Do you know how to create your own “line” of rabbits? Line breeding. Most of the best breeders out there line breed. Dispite what you may think, line breeding (or what those who do not do it call it, inbreeding) does not cause deformed rabbits or health issues. What exactly is line breeding? It’s when you breed a son back to his mother, or daughter back to her father. Half siblings, full siblings, grandparents to grandchildren, and so on. Your must choose carefully, though. Line breeding will set traits in your line. So don’t line breed two rabbits that have the same fault. For example, pinched hind quarters or low shoulders. That’s not something you want in your line, so if they have the same fault, so will the offspring. That is something you want to breed out of your line. Occasionally you may need to out-cross. This means bringing on a rabbit from a different line that is completely unrelated to your herd. You can do this if your line is lacking in something that line breeding won’t fix. That doesn’t mean this will fix all your problems, but then you can line breed back to your new addition. Not all species can be linebred. But rabbits can. Please keep in mind that if this is not something you agree with, there is nothing wrong with doing it and it’s a golden rule many follow. So don’t hate on the many of us that do. You are more than welcome to do as you please with your own herd. We won’t judge you.
Warning: picture of dead baby rabbit near the bottom.
Another common occurance in dwarf rabbit breeds is the peanut.
Dwarf breeds can come in different sizes, that does not make them any less a dwarf breed, nor does it change their breed. You can have “true” dwarfs, which is one true to size, and “false” dwarf, that are larger in size.
Some breeders will use a false dwarf doe (female) to a true dwarf buck (male). The flash dwarf doe, sometimes called big ugly doe, or BUD, must have good type true to the standard of the breed you are working on, with the exception of the weight. BUD to a true dwarf buck will give you the chance of a larger litter, less birthing complications, and no peanuts.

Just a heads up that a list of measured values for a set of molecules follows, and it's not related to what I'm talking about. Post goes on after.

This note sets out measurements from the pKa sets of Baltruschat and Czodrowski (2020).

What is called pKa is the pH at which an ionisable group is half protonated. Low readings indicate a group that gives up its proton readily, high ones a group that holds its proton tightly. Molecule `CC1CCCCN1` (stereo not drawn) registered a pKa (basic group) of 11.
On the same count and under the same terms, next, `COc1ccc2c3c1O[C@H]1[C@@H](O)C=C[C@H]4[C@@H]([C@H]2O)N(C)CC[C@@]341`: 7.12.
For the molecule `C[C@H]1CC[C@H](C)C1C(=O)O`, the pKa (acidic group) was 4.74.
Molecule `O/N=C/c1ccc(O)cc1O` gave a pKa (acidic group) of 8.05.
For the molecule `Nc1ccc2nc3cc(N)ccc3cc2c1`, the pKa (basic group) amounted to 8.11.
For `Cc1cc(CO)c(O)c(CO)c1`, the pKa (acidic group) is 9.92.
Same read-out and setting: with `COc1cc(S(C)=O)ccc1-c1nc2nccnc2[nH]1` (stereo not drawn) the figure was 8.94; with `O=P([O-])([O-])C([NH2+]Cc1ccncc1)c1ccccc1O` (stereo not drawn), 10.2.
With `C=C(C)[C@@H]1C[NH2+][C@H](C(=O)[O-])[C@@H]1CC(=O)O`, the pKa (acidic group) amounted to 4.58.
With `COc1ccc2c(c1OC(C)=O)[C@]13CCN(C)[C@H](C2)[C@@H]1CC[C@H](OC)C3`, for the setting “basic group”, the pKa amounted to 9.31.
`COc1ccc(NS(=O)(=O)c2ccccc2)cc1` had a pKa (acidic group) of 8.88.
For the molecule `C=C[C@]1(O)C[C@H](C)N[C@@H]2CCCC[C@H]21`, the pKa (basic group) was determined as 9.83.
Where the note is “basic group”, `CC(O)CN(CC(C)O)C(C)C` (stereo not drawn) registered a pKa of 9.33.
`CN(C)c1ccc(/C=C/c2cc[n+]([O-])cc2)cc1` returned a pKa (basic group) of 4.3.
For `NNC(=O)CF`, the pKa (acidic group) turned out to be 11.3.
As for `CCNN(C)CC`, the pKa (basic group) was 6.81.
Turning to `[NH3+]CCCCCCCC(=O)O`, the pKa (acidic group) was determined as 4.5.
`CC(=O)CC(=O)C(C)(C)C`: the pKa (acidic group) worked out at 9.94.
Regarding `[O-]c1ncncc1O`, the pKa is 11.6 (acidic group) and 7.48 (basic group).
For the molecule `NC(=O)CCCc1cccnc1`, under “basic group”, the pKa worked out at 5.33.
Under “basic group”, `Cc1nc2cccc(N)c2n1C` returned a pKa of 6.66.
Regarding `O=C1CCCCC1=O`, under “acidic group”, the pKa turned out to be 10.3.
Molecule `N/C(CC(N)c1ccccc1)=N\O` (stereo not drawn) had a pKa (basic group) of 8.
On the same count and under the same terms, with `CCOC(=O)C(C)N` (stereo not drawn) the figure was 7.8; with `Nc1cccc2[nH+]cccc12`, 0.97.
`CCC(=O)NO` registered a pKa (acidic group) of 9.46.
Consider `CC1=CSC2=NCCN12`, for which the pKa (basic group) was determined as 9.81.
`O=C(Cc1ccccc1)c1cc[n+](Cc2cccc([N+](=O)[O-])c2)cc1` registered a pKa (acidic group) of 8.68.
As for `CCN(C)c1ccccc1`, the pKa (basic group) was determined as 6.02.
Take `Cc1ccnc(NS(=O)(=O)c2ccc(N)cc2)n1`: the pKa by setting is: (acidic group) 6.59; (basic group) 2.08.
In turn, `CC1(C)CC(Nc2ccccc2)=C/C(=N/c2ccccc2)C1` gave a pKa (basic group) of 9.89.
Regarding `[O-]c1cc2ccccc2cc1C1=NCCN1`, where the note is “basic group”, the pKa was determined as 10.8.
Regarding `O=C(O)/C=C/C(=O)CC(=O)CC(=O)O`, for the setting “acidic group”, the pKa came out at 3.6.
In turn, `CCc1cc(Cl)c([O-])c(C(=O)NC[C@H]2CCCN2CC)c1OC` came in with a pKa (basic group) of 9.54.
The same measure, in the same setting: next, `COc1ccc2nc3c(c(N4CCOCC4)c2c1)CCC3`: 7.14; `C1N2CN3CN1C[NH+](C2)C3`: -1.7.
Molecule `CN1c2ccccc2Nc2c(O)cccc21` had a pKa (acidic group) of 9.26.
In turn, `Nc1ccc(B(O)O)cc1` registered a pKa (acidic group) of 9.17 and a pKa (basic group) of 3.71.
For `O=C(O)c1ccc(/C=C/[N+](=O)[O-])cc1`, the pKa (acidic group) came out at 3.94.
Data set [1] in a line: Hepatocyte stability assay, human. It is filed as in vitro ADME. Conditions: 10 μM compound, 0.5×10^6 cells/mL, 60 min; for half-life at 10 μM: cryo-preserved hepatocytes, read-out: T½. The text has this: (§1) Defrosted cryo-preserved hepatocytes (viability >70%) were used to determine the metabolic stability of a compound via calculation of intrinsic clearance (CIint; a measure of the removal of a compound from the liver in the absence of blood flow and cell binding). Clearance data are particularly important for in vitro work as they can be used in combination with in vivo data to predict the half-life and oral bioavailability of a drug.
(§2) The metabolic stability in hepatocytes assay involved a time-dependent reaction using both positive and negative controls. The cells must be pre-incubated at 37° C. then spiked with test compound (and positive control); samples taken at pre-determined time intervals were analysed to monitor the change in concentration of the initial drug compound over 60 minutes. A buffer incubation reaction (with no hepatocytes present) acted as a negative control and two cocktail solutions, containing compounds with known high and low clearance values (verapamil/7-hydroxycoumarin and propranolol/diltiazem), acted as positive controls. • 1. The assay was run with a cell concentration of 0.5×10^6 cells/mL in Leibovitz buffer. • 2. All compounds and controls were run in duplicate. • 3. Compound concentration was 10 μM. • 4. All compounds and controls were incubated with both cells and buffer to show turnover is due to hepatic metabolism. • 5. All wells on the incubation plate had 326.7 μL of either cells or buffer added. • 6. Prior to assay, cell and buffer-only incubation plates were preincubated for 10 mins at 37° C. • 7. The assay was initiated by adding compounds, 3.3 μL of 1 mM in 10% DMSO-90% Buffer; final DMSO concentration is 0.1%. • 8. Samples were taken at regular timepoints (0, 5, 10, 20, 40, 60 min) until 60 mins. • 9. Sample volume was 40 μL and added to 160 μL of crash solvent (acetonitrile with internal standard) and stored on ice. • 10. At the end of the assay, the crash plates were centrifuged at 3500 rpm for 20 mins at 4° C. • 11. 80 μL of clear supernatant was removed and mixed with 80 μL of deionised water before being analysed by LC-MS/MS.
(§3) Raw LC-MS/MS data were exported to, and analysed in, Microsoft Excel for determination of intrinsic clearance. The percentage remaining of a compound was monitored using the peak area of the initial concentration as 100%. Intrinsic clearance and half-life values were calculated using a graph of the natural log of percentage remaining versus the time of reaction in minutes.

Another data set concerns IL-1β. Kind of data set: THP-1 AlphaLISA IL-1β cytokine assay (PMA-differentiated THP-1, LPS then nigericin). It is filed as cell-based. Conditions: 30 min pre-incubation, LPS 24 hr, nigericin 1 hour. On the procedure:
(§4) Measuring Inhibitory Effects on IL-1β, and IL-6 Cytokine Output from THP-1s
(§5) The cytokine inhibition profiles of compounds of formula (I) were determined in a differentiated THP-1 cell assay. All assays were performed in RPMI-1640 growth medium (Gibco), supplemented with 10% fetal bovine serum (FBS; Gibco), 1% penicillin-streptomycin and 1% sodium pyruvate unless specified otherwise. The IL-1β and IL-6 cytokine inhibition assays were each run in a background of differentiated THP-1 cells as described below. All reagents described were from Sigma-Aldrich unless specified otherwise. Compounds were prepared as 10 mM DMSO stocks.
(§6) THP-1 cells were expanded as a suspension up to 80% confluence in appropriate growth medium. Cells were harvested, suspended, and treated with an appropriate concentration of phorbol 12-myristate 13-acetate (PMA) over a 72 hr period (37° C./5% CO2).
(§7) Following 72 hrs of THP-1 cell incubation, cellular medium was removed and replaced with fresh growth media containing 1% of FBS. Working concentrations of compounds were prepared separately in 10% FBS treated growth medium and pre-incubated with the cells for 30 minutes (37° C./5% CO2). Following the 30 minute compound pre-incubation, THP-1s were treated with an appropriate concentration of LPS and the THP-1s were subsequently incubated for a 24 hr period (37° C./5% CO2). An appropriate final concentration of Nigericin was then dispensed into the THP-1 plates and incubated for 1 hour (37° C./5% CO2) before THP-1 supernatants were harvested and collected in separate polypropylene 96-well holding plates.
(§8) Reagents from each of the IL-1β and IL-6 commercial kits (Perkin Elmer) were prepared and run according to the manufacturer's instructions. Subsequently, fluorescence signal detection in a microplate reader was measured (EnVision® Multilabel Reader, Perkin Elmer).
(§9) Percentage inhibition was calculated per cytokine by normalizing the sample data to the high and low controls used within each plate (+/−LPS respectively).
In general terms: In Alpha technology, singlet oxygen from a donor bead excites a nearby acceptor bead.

A peanut will occur when two true dwarfs are bred together. When a kit (baby rabbit) gets two copies of the dwarfing gene, one from each parent, a peanut will occur. You will recognize them by their size, being about half the size it should be. Pinched hind quarters, smaller ears, bulging eyes. Usually peanuts don’t survive more than a few days and are sometimes found dead when you find the rest of the litter. This is one good reason to check on your kits as soon as they are born. Any dead kits must be removed. You may humanely cull any peanuts you find or let them pass on their own.
Using a false dwarf buck, sometimes call a big ugly buck, or BUB, is not wise when using a true dwarf doe. It is never recommended to use a buck that is larger than the doe. This could result in larger kits that cannot be easily kindled (birthed) by the doe, this you are risking her life.
So keep in mind when using two true dwarfs, that you will need to be prepared to deal with possible peanuts.
In my hand is a deceased peanut that lived 2 days. Next to it are it’s siblings, 3 days old.